As part of their continuous development strategy, a banking application development team champions continuous testing, starting with a shift left testing approach. This emphasizes early-stage testing, and they incorporate an accessibility linter (a tool that analyzes the source code of the UI and checks it against particular criteria, typically the WCAG standard) into their CI/CD pipeline. 

Every code change triggers the static analysis and also some automated tests with Axe DevTools library to ascertain that interactions remain accessible to users, irrespective of their physical capabilities.

In tandem with this, they also employ shift right testing. Here, monitoring tools in the production environment gather real-time feedback from users, improving the observability in such a way that developers can adjust features and ensure optimal accessibility, even post-deployment.

2. Continuous Performance Testing in an E-Commerce Platform

With the e-commerce space being fiercely competitive, a seamless user experience is paramount. Employing a shift left testing methodology, the development team of a budding e-commerce platform works with seasoned testers who integrate small performance tests early into their development cycle.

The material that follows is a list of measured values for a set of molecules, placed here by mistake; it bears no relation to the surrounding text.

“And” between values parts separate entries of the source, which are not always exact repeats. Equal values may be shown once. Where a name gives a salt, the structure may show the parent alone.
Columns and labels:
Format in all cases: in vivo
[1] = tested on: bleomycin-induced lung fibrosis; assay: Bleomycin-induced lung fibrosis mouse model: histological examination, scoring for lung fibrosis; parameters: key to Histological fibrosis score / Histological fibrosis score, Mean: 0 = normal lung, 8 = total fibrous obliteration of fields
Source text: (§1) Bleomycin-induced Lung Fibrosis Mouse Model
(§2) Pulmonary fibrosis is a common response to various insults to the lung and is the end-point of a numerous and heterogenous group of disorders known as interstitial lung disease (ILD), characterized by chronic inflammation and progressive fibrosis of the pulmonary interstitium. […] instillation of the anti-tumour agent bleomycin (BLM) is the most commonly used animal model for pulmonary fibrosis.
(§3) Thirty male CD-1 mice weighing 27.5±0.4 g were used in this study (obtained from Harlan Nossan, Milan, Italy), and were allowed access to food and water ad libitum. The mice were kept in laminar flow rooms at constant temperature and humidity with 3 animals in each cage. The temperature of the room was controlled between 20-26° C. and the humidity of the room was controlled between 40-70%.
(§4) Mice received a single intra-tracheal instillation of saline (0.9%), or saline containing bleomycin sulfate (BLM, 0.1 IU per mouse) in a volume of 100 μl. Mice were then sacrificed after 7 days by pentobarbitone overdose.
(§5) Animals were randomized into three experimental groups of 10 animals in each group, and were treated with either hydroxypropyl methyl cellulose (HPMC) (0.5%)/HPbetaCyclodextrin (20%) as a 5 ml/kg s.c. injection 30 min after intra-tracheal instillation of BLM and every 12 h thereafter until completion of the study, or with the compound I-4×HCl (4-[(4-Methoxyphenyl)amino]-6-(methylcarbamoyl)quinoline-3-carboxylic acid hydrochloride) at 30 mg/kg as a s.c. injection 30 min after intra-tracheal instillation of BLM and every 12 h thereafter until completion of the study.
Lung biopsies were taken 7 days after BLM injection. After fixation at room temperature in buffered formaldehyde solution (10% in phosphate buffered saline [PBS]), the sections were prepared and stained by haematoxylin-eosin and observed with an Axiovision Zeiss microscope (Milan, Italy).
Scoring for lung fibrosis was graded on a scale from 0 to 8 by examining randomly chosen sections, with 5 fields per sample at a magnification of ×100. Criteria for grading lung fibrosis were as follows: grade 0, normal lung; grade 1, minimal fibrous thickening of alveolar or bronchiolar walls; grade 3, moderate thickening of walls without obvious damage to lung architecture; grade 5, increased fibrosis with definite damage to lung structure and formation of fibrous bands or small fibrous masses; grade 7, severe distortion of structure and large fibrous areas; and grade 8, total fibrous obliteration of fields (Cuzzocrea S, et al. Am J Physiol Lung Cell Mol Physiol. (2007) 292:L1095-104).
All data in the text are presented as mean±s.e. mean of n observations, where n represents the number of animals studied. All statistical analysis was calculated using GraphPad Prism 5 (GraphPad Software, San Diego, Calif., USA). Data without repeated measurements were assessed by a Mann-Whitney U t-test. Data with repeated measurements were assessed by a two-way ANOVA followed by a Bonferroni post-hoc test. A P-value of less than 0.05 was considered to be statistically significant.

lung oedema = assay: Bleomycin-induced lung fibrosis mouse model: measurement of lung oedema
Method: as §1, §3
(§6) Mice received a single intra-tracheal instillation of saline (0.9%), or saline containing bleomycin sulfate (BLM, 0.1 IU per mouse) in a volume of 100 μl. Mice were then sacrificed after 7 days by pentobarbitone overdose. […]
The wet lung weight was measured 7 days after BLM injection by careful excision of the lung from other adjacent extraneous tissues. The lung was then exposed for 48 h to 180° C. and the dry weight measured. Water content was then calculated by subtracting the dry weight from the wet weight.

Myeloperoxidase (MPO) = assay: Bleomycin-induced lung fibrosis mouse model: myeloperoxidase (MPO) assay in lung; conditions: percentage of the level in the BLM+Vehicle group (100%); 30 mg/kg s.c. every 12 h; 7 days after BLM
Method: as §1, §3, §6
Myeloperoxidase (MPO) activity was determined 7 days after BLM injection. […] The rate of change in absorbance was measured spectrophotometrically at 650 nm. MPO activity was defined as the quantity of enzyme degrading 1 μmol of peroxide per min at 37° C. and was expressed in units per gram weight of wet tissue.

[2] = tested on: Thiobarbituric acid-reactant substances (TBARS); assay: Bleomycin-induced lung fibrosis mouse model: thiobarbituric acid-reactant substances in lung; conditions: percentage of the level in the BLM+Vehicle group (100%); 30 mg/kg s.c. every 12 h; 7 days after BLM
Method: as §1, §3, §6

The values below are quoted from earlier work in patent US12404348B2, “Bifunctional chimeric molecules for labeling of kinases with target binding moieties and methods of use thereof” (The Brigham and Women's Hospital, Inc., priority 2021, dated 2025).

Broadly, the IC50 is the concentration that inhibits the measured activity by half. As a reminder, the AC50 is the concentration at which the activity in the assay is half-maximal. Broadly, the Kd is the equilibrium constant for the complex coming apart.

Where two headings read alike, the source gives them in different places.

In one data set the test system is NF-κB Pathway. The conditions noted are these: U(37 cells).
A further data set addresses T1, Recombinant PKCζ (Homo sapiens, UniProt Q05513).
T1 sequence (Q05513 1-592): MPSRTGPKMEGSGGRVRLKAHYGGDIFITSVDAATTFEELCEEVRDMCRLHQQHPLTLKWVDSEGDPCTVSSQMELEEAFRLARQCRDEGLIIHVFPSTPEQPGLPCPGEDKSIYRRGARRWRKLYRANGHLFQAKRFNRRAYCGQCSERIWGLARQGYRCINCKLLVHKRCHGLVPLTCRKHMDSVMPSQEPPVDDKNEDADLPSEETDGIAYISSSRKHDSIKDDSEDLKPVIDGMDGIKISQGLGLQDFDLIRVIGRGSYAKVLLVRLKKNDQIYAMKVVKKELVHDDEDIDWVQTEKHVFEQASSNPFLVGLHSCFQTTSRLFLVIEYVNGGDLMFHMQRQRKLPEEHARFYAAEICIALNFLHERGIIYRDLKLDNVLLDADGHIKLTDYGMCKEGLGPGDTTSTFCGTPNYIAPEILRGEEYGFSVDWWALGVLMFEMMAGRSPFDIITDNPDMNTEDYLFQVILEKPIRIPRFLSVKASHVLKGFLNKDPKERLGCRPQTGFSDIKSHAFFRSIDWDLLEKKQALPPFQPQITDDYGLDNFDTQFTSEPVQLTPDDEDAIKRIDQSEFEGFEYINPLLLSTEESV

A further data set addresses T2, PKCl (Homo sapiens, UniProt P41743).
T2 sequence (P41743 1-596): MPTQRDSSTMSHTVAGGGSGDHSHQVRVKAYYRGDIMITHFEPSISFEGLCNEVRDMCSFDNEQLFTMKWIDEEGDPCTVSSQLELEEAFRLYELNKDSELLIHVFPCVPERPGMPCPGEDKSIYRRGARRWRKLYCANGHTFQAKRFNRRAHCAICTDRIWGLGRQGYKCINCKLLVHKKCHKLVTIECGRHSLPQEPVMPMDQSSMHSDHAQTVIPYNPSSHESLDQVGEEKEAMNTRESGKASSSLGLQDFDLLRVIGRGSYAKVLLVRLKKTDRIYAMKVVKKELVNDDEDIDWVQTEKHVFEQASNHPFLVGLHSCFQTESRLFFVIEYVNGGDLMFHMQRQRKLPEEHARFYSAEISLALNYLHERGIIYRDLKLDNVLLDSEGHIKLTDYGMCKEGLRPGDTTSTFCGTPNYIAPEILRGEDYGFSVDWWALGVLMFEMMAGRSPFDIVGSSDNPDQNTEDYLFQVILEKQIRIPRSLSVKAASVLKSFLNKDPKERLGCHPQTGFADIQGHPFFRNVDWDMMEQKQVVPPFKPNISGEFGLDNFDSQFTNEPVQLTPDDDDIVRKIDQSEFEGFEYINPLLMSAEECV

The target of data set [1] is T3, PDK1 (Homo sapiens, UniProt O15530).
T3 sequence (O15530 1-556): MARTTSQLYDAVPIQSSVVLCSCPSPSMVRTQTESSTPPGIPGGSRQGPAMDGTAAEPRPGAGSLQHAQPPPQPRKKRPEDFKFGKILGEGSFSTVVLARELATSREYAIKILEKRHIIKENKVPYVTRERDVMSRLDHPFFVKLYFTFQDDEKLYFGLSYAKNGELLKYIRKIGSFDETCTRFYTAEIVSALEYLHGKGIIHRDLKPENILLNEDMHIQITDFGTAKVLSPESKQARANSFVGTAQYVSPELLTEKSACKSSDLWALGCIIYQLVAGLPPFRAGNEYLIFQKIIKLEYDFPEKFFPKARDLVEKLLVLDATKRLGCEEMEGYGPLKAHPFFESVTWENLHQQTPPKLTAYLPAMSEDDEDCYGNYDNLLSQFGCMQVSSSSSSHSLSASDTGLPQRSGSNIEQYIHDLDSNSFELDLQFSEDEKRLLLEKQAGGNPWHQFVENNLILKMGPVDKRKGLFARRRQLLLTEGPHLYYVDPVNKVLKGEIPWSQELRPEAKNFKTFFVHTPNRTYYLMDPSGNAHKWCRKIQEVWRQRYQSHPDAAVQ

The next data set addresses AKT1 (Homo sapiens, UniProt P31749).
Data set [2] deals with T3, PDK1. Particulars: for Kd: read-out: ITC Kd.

These tests simulate small high-traffic scenarios and compare the results (response times, throughput, resource usage) to historical data to detect degradations, maintaining the platform's resilience and responsiveness, even during peak sale events.

Moreover, as a part of their shift right testing approach, the team deploys observability tools in the live environment, allowing the team to analyze metrics, logs, and traces. These tools also detect potential performance bottlenecks and send alerts for real-time rectifications, striving to provide customers with uninterrupted shopping, even as new features roll out.

About Federico Toledo


Driven by the challenge of making a positive impact through quality software, Federico Toledo boasts 18 years in the IT field. He's the co-founder and Chief Quality Officer of Abstracta, a global company dedicated to creating impactful software solutions. 

Federico holds a degree in Computer Engineering from the Universidad de la República in Uruguay, a Computer Science from the Universidad de Castilla-La Mancha in Spain, and is also a proud 2021 graduate of the Stanford + LBAN SLEI program. A renowned speaker and author, he hosts the "Quality Sense” podcast and its namesake conference, showcasing his unparalleled commitment to software excellence.